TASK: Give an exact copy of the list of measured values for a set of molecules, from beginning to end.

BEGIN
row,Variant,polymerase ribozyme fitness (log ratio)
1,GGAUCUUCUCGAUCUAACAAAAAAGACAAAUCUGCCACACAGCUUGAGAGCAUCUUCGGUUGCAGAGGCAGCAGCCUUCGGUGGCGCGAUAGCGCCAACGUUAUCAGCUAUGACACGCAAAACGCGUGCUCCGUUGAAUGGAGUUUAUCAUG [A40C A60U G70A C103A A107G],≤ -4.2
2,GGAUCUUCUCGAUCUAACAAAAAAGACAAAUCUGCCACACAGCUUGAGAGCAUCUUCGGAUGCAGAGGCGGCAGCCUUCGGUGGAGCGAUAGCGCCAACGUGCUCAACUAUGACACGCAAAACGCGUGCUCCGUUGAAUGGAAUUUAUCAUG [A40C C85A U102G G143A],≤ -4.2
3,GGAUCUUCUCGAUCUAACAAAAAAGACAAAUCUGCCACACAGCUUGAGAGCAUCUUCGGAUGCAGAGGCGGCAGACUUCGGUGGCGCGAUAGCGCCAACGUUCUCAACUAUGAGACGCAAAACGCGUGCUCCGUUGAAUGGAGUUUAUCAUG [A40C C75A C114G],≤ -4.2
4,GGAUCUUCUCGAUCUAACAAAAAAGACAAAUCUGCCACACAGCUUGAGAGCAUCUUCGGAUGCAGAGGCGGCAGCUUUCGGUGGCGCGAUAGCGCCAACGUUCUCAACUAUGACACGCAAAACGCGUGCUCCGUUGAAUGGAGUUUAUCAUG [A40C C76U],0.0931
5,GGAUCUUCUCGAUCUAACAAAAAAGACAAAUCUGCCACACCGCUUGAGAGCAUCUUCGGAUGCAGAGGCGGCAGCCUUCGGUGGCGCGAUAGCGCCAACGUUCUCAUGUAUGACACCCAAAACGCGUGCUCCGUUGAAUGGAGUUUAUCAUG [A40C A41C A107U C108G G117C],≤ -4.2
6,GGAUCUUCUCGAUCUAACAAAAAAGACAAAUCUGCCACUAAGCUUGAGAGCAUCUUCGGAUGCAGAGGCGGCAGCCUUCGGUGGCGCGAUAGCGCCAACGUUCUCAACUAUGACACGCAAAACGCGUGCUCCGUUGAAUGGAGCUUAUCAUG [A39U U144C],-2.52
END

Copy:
row,Variant,polymerase ribozyme fitness (log ratio)
1,GGAUCUUCUCGAUCUAACAAAAAAGACAAAUCUGCCACACAGCUUGAGAGCAUCUUCGGUUGCAGAGGCAGCAGCCUUCGGUGGCGCGAUAGCGCCAACGUUAUCAGCUAUGACACGCAAAACGCGUGCUCCGUUGAAUGGAGUUUAUCAUG [A40C A60U G70A C103A A107G],≤ -4.2
2,GGAUCUUCUCGAUCUAACAAAAAAGACAAAUCUGCCACACAGCUUGAGAGCAUCUUCGGAUGCAGAGGCGGCAGCCUUCGGUGGAGCGAUAGCGCCAACGUGCUCAACUAUGACACGCAAAACGCGUGCUCCGUUGAAUGGAAUUUAUCAUG [A40C C85A U102G G143A],≤ -4.2
3,GGAUCUUCUCGAUCUAACAAAAAAGACAAAUCUGCCACACAGCUUGAGAGCAUCUUCGGAUGCAGAGGCGGCAGACUUCGGUGGCGCGAUAGCGCCAACGUUCUCAACUAUGAGACGCAAAACGCGUGCUCCGUUGAAUGGAGUUUAUCAUG [A40C C75A C114G],≤ -4.2
4,GGAUCUUCUCGAUCUAACAAAAAAGACAAAUCUGCCACACAGCUUGAGAGCAUCUUCGGAUGCAGAGGCGGCAGCUUUCGGUGGCGCGAUAGCGCCAACGUUCUCAACUAUGACACGCAAAACGCGUGCUCCGUUGAAUGGAGUUUAUCAUG [A40C C76U],0.0931
5,GGAUCUUCUCGAUCUAACAAAAAAGACAAAUCUGCCACACCGCUUGAGAGCAUCUUCGGAUGCAGAGGCGGCAGCCUUCGGUGGCGCGAUAGCGCCAACGUUCUCAUGUAUGACACCCAAAACGCGUGCUCCGUUGAAUGGAGUUUAUCAUG [A40C A41C A107U C108G G117C],≤ -4.2
6,GGAUCUUCUCGAUCUAACAAAAAAGACAAAUCUGCCACUAAGCUUGAGAGCAUCUUCGGAUGCAGAGGCGGCAGCCUUCGGUGGCGCGAUAGCGCCAACGUUCUCAACUAUGACACGCAAAACGCGUGCUCCGUUGAAUGGAGCUUAUCAUG [A39U U144C],-2.52